Personally, I am a big fan of practice theory, of which you can read more about in the book ‘the design of everyday life’ which advocates how and why people use tools in the first place. The author derives this in 3 parts, Norms, stuff & skill.

    Reading your posts I read, on regular basis, that you speak of people who misunderstand ‘culture’. Could you maybe elaborate that for me? What is misunderstood about culture within the people that you describe?

    (Please be aware that I am not American, so I do not understand the situation of green shopperism in the US)

    hopefully you are willing to spend some time on my naive understanding of your subject. Thanks in advance!

  2. Hi, Nick, and welcome to TCT. You ask excellent questions.

    The immediate purpose of this blog is to show people how corporate planners (on behalf of wealthy shareholders) manipulate “free time” experiences and choices, and to demonstrate that corporate capitalism requires this manipulation, on an always-expanding basis.

    The secondary purpose of this blog is to get people to think about how radically unsustainable this arrangement is, and to encourage movement toward a decent alternative. The work you are doing sounds vital and utterly important to me. My only complaint about local solutions is that many of their architects tend to forget about the larger levels of reality. But that is certainly not a necessary part of making new local arrangements. And any macro-level changes are certainly going to require radical reconstruction of our towns.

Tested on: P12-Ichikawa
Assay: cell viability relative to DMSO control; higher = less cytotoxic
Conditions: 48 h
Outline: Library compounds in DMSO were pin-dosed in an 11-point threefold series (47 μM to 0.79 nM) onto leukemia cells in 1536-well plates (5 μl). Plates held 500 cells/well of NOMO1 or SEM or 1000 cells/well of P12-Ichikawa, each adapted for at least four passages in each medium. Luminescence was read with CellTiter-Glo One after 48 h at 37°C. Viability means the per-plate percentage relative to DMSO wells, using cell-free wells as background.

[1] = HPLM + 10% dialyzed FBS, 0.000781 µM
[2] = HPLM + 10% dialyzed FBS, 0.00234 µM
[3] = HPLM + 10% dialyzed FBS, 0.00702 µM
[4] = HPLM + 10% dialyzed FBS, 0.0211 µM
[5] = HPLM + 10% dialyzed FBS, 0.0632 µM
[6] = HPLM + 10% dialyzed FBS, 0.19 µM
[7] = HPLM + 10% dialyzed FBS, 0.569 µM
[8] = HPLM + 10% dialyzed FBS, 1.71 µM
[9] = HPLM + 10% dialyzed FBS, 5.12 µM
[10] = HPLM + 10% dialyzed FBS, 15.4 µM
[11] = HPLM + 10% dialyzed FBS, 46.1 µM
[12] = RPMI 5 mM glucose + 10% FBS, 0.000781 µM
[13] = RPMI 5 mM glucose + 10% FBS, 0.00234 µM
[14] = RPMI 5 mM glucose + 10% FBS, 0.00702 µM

As for my objection to the way people talk about culture, those are of two kinds. First, a great many supposedly radical thinkers begin from a sophomoric and unscientific definition of the word. Culture, properly defined, if the set of learned habits and behaviors prevailing among a population. As such, it is a very large-bore concept, close in scope to “society.” Meanwhile, many “cultural” theorists use it as a stand-in for one part of life only — free time, or personal life. Often, they shrink it even further to mean merely entertainment. In making that move, they build their attempts at explanation of reality on quicksand.

    My more specific complaint about culture is that it is so often twinned with the bias-word “consumer,” to make the doubly stupid concept “consumer culture.” Social science (and the humanity and democracy it exists to serve) demands that its practitioners take care to make their concepts and data as free from bias and as descriptively valid and neutral as possible. To accept the word “consumer” as a valid equivalent for product-using human beings is to forgo the possibility of powerfully and accurately describing people’s product-related activities.

    “Consumer” is a capitalist’s narrow view. It is a rank and destructive bias, poison to objective description of reality and its determinant institutions and processes. It is an ongoing tragedy that social science has swallowed it, without so much as a hiccup.

    We live in a capitalist society and a capitalist culture. To choose to call it a consumer society and a consumer culture is to deny the cardinal facts and confuse and insult the potential audience.